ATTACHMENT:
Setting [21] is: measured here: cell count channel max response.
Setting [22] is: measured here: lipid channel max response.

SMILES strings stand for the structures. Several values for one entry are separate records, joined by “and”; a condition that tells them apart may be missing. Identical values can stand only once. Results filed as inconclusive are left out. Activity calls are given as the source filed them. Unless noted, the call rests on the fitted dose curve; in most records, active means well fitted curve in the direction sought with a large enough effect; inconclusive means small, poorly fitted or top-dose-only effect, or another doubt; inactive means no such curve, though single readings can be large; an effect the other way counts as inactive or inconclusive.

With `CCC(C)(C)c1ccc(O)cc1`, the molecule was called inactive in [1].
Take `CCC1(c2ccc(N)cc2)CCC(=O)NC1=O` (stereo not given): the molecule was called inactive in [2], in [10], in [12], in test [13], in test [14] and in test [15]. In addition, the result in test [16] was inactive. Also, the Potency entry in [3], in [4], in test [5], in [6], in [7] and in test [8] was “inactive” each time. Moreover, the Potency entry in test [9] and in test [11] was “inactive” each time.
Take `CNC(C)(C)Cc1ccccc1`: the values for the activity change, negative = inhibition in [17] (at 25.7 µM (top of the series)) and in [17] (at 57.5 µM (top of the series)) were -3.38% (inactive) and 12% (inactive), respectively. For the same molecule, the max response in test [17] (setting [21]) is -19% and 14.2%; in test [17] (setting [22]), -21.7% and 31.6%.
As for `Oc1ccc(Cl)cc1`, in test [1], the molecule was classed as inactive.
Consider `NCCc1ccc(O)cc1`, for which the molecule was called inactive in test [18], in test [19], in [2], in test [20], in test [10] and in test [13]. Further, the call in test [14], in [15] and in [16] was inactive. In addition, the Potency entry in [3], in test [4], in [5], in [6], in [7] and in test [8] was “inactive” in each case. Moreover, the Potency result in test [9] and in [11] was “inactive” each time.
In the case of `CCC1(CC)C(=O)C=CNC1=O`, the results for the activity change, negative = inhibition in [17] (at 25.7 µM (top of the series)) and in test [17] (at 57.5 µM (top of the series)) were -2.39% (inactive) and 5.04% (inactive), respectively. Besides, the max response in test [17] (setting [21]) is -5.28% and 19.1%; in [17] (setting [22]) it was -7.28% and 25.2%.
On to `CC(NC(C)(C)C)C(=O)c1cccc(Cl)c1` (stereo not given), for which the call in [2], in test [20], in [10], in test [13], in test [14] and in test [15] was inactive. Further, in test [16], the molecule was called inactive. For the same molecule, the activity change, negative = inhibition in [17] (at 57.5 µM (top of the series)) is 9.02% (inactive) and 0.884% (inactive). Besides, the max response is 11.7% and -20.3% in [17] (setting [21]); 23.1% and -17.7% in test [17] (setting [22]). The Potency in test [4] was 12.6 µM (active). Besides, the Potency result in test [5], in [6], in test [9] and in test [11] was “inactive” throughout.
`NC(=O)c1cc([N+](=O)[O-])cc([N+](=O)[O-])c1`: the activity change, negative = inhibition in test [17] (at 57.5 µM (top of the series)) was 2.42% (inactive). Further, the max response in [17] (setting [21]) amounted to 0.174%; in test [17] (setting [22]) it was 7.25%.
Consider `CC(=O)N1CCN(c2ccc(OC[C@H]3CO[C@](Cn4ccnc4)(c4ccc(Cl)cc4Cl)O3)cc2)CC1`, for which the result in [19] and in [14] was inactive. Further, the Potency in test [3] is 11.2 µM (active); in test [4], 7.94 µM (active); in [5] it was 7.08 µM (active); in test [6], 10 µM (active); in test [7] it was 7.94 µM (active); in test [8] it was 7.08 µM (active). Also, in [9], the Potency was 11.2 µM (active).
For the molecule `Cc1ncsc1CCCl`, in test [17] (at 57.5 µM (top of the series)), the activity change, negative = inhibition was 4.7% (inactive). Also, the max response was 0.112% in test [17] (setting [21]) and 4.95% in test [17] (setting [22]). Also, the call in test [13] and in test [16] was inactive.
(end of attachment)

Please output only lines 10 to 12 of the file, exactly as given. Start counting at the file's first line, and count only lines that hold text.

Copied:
On to `CC(NC(C)(C)C)C(=O)c1cccc(Cl)c1` (stereo not given), for which the call in [2], in test [20], in [10], in test [13], in test [14] and in test [15] was inactive. Further, in test [16], the molecule was called inactive. For the same molecule, the activity change, negative = inhibition in [17] (at 57.5 µM (top of the series)) is 9.02% (inactive) and 0.884% (inactive). Besides, the max response is 11.7% and -20.3% in [17] (setting [21]); 23.1% and -17.7% in test [17] (setting [22]). The Potency in test [4] was 12.6 µM (active). Besides, the Potency result in test [5], in [6], in test [9] and in test [11] was “inactive” throughout.
`NC(=O)c1cc([N+](=O)[O-])cc([N+](=O)[O-])c1`: the activity change, negative = inhibition in test [17] (at 57.5 µM (top of the series)) was 2.42% (inactive). Further, the max response in [17] (setting [21]) amounted to 0.174%; in test [17] (setting [22]) it was 7.25%.
Consider `CC(=O)N1CCN(c2ccc(OC[C@H]3CO[C@](Cn4ccnc4)(c4ccc(Cl)cc4Cl)O3)cc2)CC1`, for which the result in [19] and in [14] was inactive. Further, the Potency in test [3] is 11.2 µM (active); in test [4], 7.94 µM (active); in [5] it was 7.08 µM (active); in test [6], 10 µM (active); in test [7] it was 7.94 µM (active); in test [8] it was 7.08 µM (active). Also, in [9], the Potency was 11.2 µM (active).